Suitable preservatives include butylated hydroxyanisole (BHA), butylated hydroxytoluene (BHT), benzoic acid, ascorbic acid, methylparaben, propylparaben, ethylenediaminetetraacetic acid (EDTA), tocopherols and mixtures present in amounts up to about 1.0% by weight, and preferably from about 0.1% to about 1.0%, by weight of the final composition.

Suitable humectants include glycerin, sorbitol, fructose and mixtures thereof. Humectants when used are generally present in amounts up to about 5% by weight, and preferably from about 1.0% to about 5.0%, by weight of the final composition.

Suitable surface stickiness reducers include mono- and diglycerides, and distilled acetylated mono and diglycerides and mixtures thereof. The stickiness reducers when used are present in amounts up to about 1.0% by weight, and preferably from about 0.1% to about 1.0%, by weight of the final composition.

The present inventive savory flavored granules may be used as a substitute for conventional flavor in all applications that the conventional flavor would be employed. For example, shaker or table flavor, flavors to be used on other edible foods as well as flavors of various particle sizes, such as pretzel flavor and popcorn grade flavor. When the flavor is applied to edible food, it is simply applied like conventional flavor would be. The flavor granule clings or adheres to the food product the same way as conventional flavor.

The present invention is further illustrated by the following examples which are not intended to limit the effective scope of the claims. All parts and percentages in the examples and throughout the specification and claims are by weight of the final composition unless otherwise specified, based upon 100% total weight.

EXAMPLE 1 Flavor Granules Part I. Sucrose Desweetening

1000 g sucrose was dissolved in 200 ml H2 O and heated to 150 C. A desweetening agent in the amount of 1.4g, namely Lactisol (1.4 g) was added and mixed until uniformly dispersed to produce to nonsweet carbohydrate bulking agent. The nonsweet carbohydrate blend was spread on a slab and allowed to cool. Upon cooling to room temperature (about 24 C.) the mixture was ground in a blender and passed through a 45 mesh screen sieve, U.S. standard mesh size. The plus 45 mesh particles were without sweetness and were virtually tasteless and odorless.

Part II. Flavor Granule Preparation

475 g each of the desweetened sugar particles and flavor are combined. This mixture is agglomerated in a Glatt Uniglatt fluidized bed granulator under the following conditions:

1) Granulating Solution: 0.6% aqueous solution of hydroxypropyl methylcellulose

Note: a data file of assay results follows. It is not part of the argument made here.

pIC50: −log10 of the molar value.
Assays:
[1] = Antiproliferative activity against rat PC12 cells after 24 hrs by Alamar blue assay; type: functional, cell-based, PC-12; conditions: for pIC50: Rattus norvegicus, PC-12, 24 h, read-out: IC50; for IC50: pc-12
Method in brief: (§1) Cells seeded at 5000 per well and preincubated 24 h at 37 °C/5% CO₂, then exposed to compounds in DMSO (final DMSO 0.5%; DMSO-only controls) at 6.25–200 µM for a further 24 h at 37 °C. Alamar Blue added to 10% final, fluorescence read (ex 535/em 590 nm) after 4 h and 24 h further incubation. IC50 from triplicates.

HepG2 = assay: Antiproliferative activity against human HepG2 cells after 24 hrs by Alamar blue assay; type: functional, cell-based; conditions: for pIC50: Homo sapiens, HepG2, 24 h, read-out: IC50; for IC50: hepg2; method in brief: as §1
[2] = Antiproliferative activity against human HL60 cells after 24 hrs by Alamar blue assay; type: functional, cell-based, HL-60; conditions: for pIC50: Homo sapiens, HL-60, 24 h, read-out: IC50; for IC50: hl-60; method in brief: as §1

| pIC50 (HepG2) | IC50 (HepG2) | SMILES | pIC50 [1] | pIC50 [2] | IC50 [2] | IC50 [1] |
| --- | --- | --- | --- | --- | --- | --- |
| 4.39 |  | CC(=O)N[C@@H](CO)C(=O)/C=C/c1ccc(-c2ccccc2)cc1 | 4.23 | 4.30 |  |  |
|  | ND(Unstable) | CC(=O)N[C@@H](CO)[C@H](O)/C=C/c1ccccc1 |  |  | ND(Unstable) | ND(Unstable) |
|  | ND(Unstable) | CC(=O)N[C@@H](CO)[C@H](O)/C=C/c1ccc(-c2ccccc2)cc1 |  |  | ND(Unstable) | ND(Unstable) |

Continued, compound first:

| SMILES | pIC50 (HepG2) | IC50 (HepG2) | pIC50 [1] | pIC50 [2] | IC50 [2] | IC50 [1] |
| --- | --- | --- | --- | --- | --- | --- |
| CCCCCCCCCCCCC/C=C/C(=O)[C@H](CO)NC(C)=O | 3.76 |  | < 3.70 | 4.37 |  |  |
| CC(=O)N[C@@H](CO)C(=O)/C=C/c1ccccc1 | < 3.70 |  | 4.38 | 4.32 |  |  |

2) Spray Rate: About 25 ml/min intermittent to avoid overwetting

3) Inlet Air Temperature: 60-70 C.

4) Inlet Air Flap Setting: 45

5) Spray Pressure: 1.5 bar

After 300 ml granulating solution is applied to the agitated granules, they can be dried for 10 min. The granule's untapped bulk density would be around 0.54 while its particle size distribution would generally vary from

______________________________________on 16 mesh            less than 1through 16 on 20 mesh about 5%through 20 on 30 mesh about 32%through 30 on 45 mesh about 41%through 45 on 60 mesh about 11%through 60 mesh       about 10%______________________________________

When tasted, the particles would have an organoleptic taste of conventional flavor, and would exhibit physical properties similar to conventional flavor. Edible food tested with this substitute are considered indistinguishable from the same food treated with conventional flavor.

EXAMPLE II Flavor Particle Prepared By Spray Coating Part I: Sucrose Desweetening

1000 g sucrose was dissolved in 200 ml H2 O and heated to 146 C. After cooling to 120 C. a desweetening agent in the amount of 1.4 g, namely Lactisol, was added and mixed until it became uniformly dispersed. The nonsweet carbohydrate blend was spread on a slab and cooled to room temperature (about 24 C). The mixture was broken into small pieces and ground in a blender. The particles that passed through a 50 mesh screen sieve, U.S. standard mesh size were selected. These fine particles were without sweetness and were virtually tasteless and odorless.

Part II: Flavor Granule Preparation

500 g of desweetened carbohydrate particles when placed in a Glatt Uniglatt fluidized bed coater/granulator can be sprayed with a 20% flavor in ethanol solution until a weight ratio of 2:1 desweetened carbohydrate/flavor is achieved. The conditions contemplated are:

1) Coating Solution: 20% w/w flavor in ethanol

2) Spray Rate: About 1-5 ml/min intermittent to avoid overwetting

3) Inlet Air Temperature: 90 C.

4) Inlet Air Flap Setting: 35

5) Spray Pressure: about 2 bar

The coated particles would appear opaque when viewed under a stereomicroscope and should have sizes ranging from 0.5 cm diameter to less than 50 mesh.

The invention being thus described, it will be obvious that the same may be varied in many ways. Such variations are not to be regarded as a departure from the spirit and scope of the invention and all such modifications are intended to be included within the scope of the following claims.

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Classifications
U.S. Classification426/96, 426/289
International ClassificationA23L1/22
Cooperative ClassificationA23L1/22016
European ClassificationA23L1/22B2